Vice President Biden announced last week that the Department of Transportation is awarding a $2.45-billion loan to Amtrak.
The loan, the largest in the department’s history, will go towards updating the Northeast Corridor, which runs from Boston to Washington, D.C. Most of that money will be spent on 28 new high-speed trains, while the rest of the funds will go toward revamping stations along the train’s route.
The trains, which are scheduled to arrive in 2021, will be capable of reaching 186 miles per hour. The current Acela trains on the Northeast Corridor go about 150 mph (while Japan’s maglev bullet trains reach 200 mph).
Biden, who says he’s traveled over 2-million miles on @amtrak, calls the rail service “one of the most priceless gifts” in the NE Corridor.
— Mark Knoller (@markknoller) August 26, 2016
The new trains will also increase passenger capacity, operate more frequently and have better Wi-Fi,more on-board food options and power outlets at every seat.
Penn Station in New York City and Union Station in D.C. will receive major makeovers with the loan money. During peak travel, trains between New York City and D.C. will depart every half hour, and trains between Boston and New York will come every hour.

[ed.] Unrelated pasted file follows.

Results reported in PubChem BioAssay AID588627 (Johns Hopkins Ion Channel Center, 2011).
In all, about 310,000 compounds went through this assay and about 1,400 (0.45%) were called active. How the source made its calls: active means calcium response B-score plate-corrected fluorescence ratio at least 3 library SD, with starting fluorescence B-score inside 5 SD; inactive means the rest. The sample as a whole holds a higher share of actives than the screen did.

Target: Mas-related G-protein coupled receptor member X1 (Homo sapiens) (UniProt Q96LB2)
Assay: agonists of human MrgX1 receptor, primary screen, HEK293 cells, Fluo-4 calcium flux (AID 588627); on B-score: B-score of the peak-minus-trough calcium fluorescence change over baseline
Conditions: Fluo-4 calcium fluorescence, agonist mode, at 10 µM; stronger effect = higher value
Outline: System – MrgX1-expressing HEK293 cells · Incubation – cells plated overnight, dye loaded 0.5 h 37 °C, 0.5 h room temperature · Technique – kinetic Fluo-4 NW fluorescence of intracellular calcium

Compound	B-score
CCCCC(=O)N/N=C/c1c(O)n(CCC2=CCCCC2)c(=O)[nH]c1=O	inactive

Amtrak’s northeast infrastructure is well past its prime. The Northeast Corridor is over 100 years old and is still hand-operated by levers in some places. Some of the bridges, which date back to the 19th century, require a massive rehaul merely to stay operational. The reconstruction would help eliminate speed restrictions and delays in service.
If the Northeast Corridor were to stop operating for just one day, it would cost $100 million in congestion and productivity losses, according to a congressional report.
Repairs to the corridor are expected to spur economic development along the route, increase ridership and make the trains more reliable and efficient in all types of weather.